Summary: A sermon that gives reason for hope using Phillipians 4 - 13 and other scriptures.
“Therefore, brethren, be even more diligent to make your call and election sure, for if you do these things you will never stumble; for so an entrance will be supplied to you abundantly into the everlasting kingdom of our Lord and Savior Jesus Christ.”
A camera is an incredible device.
.13: “I can do all things though Christ who strengthens me.”
It looks at a particular scene and records it instantly for posterity.
What it sees it records.
In the old days the taking of Photos was far more complex it involved the camera person putting their head under a cover to take the photo and the flashing of light and the etching of images chemically onto a plate.
The recording of old photos diminishes with age and the relevance of the old photos fade.
With the passing of time the pictures fade and get lost.
Many of our dreams and aspirations are like that. Do you remember when you had some childhood dream and it faded?
Hope - 2000 years ago was sharp and in focus.
But as time has moved on the technology and the focus has shifted – what was in sharp focus in the first century has – for a lot of the world – been made fuzzy and out of focus. – Morality, what is important and of vital importance has been faded and reversed. And we have lost hope.
Modern society moved on, left Christ’s hope behind, but has never been in a worse state.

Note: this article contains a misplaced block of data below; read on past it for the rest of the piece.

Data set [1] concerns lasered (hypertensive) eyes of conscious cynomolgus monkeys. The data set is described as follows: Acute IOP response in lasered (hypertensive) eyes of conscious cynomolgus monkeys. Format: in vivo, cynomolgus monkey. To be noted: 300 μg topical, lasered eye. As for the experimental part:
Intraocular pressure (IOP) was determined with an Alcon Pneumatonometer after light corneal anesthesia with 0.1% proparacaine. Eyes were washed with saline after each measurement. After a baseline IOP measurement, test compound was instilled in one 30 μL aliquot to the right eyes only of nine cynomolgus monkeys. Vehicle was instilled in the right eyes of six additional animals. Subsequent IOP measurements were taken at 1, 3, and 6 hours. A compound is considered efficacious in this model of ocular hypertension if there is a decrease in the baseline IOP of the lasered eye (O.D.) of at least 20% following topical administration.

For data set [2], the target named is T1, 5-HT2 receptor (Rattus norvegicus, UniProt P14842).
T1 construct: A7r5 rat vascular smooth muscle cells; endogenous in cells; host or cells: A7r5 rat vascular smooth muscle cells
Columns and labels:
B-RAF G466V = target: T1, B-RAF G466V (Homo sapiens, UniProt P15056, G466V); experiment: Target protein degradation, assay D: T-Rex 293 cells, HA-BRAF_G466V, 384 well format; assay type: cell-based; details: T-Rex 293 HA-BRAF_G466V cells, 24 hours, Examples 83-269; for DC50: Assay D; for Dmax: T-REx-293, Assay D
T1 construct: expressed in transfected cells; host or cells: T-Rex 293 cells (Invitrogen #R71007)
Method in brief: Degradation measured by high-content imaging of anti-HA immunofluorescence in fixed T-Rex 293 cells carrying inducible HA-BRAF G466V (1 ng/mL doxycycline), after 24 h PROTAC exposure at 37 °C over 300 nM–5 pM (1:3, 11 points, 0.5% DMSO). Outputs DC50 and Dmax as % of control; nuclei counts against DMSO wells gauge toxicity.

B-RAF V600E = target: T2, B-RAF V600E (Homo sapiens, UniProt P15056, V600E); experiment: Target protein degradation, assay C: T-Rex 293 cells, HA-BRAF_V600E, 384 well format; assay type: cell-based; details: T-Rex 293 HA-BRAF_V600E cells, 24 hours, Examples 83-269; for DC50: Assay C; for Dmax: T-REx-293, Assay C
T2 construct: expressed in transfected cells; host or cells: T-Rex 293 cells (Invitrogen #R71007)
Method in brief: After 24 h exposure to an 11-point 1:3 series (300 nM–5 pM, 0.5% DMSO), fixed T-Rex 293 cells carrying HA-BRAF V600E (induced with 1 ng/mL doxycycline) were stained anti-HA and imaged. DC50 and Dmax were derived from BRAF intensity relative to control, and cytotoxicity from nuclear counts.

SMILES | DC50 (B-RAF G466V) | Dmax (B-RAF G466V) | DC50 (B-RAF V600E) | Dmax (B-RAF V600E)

Our focus has changed from God to ourselves here is what Billy Graham said in 1966. (Paraphrased.)
The decline in moral values we see in Western culture coincides with the decline in this culture’s view of God’s Word, the Bible.
It has been well over four centuries since William Tyndale was sentenced to death for translating the Bible into English. We find in Tyndale’s ashes not only a symbol of the impact that the Bible has made in our world, but also a symbol of the price paid by many heroes of the faith to give us our Bible. Miles Coverdale, who 400 years ago issued the first printed copy of the Scriptures in our language, was banished from England. The decaying bones of pioneer translator John Wycliffe were dug up 31 years after his burial and publicly desecrated.
Thus, when we read the Bible today, we must remember that every page has been preserved through the years by the tears, the blood and the agony of courageous men and women.
One of the greatest tragedies of America today is that the Bible is an open book available to everyone, but to millions of Americans it is a closed book—either because they leave it unread or because they read it without applying its teaching to themselves.
Men somehow think that in an age of scientific achievement, this ancient book is out of date. However, I am convinced that the Bible is just as relevant for today as it was for the first century.
America is facing a moral crisis that will ultimately determine the future of this nation. The security of America is not being threatened abroad so much as it is being threatened by immorality at home. We are in the midst of a moral struggle that is just as important for the survival of America as the revolution led by George Washington and his co-patriots.